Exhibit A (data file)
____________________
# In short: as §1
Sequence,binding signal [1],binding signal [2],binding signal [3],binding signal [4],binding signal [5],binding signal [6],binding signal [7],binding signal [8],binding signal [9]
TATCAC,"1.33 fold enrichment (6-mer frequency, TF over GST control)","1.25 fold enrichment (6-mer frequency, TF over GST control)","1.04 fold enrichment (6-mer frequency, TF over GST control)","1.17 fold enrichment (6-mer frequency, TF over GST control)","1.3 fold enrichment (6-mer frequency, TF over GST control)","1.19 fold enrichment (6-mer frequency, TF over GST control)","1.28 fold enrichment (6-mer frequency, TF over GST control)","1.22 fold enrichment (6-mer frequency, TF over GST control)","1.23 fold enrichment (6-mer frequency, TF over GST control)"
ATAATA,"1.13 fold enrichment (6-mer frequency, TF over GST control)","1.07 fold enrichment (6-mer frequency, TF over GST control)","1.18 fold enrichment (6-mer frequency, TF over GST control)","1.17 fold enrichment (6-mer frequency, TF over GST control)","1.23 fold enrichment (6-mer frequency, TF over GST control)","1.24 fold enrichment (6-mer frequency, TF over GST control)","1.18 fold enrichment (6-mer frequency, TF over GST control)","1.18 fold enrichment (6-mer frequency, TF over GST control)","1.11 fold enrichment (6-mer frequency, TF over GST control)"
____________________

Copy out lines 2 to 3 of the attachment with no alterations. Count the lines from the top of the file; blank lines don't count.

Sequence,binding signal [1],binding signal [2],binding signal [3],binding signal [4],binding signal [5],binding signal [6],binding signal [7],binding signal [8],binding signal [9]
TATCAC,"1.33 fold enrichment (6-mer frequency, TF over GST control)","1.25 fold enrichment (6-mer frequency, TF over GST control)","1.04 fold enrichment (6-mer frequency, TF over GST control)","1.17 fold enrichment (6-mer frequency, TF over GST control)","1.3 fold enrichment (6-mer frequency, TF over GST control)","1.19 fold enrichment (6-mer frequency, TF over GST control)","1.28 fold enrichment (6-mer frequency, TF over GST control)","1.22 fold enrichment (6-mer frequency, TF over GST control)","1.23 fold enrichment (6-mer frequency, TF over GST control)"